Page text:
Preparing for creative thinking.
The design and development of a project requires a lot of creative thinking at a practical level, especially if it is being designed from scratch. Pure imagination may be required if the concepts of the project have no parallel in the real world.
This article looks at how imagination can be used to help with working out what a project is do. Mainly in the forms or tips and suggestions, it does not explain the design process to any detail. There are plenty of articles and guides describing this process, this article supplement them
The supporting topics of Imagination basics and Chaos may help with the challenge of designing and managing the thinking.
The starting point
Before the imagination can be let loose into a project it needs to understand the real world aspects that influence the thinking. Three key points for consideration are:
- Starting point
To help explain these notes an example for designing a bridge across a gap will be used for demonstration
Objectives to be considered
- What is the point of the project?
- Is the final purpose fully understood?
- Has everything be thought about?
Caution: Further details may be provided to these questions, but that does not always mean that everything is covered.
Bridge building: In its simplest form,
- The point of the project is: ‘we want to build a bridge’.
- The final purpose is: ‘to reach the other side’
- Things to be thought about can include: the type of material to be used and the two places the bridge must link.
- Where is the project at this moment in time?
- Is it being designed from scratch, or does it already have some type of existence in the world?
- If the design is starting from scratch, then how much requires totally original thinking and how much can be based on existing ideas?
Bridge building questions:
- Have the foundations been installed on either side, or must that be included?
- Has the medium to be used been defined?
- How wide is the gap?
- Is there another bridge of a similar design somewhere else to reference?
- What resources do we need?
- Have they been identified or are some still unknown?
- Do they already exist, if so where?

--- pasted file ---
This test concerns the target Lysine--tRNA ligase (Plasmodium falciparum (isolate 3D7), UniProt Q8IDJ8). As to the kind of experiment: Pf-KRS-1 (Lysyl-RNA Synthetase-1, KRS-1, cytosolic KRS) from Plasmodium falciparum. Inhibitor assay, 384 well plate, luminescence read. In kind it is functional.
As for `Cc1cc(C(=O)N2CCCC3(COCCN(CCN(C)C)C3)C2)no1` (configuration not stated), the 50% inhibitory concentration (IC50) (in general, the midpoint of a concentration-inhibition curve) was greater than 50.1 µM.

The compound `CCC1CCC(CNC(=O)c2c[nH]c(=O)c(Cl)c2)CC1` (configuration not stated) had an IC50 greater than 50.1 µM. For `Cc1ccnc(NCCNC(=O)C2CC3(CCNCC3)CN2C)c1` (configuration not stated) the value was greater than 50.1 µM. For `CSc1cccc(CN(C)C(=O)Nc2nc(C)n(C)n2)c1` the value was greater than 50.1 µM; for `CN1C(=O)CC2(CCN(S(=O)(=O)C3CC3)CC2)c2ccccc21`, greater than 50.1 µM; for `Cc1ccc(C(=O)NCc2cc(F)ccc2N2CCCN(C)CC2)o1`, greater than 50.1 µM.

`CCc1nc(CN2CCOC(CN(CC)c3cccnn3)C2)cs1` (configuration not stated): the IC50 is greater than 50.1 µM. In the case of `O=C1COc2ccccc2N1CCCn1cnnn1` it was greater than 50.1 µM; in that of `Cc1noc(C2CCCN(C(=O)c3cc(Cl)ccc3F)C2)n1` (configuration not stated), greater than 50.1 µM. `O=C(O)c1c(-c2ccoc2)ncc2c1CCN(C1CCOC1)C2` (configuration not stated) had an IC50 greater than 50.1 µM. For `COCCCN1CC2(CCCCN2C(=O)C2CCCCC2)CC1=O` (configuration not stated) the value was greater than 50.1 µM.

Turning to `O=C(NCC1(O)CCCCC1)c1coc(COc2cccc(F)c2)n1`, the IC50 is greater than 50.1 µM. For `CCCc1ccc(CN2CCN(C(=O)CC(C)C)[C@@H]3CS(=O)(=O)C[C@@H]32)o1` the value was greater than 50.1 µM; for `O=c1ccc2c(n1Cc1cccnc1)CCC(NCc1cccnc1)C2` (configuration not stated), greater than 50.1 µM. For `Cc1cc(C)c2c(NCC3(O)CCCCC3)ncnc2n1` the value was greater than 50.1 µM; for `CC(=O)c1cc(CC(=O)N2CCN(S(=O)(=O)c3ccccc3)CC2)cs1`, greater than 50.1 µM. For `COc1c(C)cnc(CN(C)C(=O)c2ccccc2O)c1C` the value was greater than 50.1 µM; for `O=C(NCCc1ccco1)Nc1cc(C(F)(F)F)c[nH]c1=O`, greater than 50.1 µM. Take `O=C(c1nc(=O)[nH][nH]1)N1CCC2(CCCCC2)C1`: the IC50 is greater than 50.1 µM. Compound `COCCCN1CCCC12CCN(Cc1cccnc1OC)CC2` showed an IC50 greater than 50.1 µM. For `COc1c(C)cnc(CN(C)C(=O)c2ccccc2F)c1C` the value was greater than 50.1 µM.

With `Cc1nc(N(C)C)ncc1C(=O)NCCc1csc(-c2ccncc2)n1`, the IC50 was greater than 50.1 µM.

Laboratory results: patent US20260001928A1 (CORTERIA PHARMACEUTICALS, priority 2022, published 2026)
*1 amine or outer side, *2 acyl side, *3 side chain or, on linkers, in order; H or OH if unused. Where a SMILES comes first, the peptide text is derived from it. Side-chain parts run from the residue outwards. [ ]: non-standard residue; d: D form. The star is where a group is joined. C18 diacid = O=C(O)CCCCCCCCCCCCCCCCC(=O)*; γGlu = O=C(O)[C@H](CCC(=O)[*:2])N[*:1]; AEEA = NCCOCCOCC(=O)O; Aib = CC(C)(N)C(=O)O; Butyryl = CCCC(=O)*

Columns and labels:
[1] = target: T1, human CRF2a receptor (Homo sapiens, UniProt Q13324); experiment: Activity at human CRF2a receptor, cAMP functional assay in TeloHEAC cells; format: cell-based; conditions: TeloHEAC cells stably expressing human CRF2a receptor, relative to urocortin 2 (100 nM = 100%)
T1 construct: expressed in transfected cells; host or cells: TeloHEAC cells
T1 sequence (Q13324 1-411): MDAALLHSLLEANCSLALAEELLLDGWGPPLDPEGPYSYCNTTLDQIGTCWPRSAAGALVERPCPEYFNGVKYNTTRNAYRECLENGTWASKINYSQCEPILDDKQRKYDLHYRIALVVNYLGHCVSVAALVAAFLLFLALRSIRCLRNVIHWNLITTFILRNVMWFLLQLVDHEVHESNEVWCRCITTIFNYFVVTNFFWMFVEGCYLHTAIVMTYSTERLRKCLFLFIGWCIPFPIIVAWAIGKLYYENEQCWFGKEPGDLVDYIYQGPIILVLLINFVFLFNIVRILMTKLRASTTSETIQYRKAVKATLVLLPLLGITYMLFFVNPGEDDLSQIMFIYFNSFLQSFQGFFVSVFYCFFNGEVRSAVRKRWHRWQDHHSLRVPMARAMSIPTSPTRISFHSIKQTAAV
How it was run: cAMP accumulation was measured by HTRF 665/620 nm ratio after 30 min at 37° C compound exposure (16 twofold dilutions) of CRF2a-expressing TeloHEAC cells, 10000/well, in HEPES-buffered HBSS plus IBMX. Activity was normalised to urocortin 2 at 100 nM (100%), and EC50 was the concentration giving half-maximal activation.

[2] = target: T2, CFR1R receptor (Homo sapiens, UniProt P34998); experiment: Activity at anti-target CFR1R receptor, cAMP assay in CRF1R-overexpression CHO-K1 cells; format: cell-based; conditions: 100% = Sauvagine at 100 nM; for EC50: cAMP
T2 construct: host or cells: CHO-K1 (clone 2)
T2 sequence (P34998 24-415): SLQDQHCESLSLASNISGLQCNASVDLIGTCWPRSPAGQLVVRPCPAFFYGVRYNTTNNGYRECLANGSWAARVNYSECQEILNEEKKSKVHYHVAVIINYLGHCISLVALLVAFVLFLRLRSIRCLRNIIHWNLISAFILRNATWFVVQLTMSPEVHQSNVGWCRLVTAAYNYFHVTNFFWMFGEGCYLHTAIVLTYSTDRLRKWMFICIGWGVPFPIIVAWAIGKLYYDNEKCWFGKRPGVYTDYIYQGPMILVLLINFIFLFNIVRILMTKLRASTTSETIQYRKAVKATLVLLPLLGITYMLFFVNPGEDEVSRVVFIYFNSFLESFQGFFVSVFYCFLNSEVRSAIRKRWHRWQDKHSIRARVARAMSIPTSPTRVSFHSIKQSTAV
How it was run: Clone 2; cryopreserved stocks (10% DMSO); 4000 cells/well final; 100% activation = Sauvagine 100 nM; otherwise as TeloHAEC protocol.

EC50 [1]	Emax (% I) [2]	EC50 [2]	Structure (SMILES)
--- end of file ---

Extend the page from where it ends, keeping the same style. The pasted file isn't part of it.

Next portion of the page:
- Do we have all of the tools?
- The materiel for making the bridge from (Metal, wood, rope)?
- The people to build the bridge?
Introducing the imagination
Once the general aspects of the project have been identified, then comes the task of spotting the gaps. It is these gaps where the imagination comes into play.
Preparing to use the imagination
Finding a quiet place is essential and using pen and paper is a very good medium for doing the imaginative thinking with. Read Thinking with pen and paper to discover how to prepare for the task and tips on using this method.
Assessing the situation
The project details will need to be accessed. Each aspect of the project is like a stepping stone to the success and it is the gaps between them that must be filled with imagination, effectively building ‘mental bridges’ between them.
Questions for reflection:
- Is there information or items still missing?
- Are there any gaps in the details that do exist?
Intuition and imagination go hand in hand. Intuition can often guide the imagination to a better result.
- If your intuition is telling you that an idea doesn’t feel right, then often there is a problem. If it is not easy to understand what the problem might be, then make some notes around the area to see if that will help clarify it.
- If your imagination is drying up, relax a little and open up your intuition. In this instance the act of not trying too hard to think on the idea can sometimes bring other possibilities to the mind. some of which may be ridiculous, but there may be one that drifts in that could be just what you need.
Completing the preparation
How long it takes to complete this stage depends upon the size and depth of the project itself. If there is uncertainly in those aspects as well, then a few reiterations of this preparation stage may be required, effectively going round in circles through the key points and slowly expanding on them.
Don’t be afraid of leaving large gaps in the thinking
In these instances focus on what is known first and then go round the loop to see what can be added another time later.
If your ideas do not appear to link up, then leave the spaces between them for now.
Return to them once the surrounding ideas are better developed. You may then see what should go between
Jenny Maryl ~ Inspiring the Imagination ~ Contact Me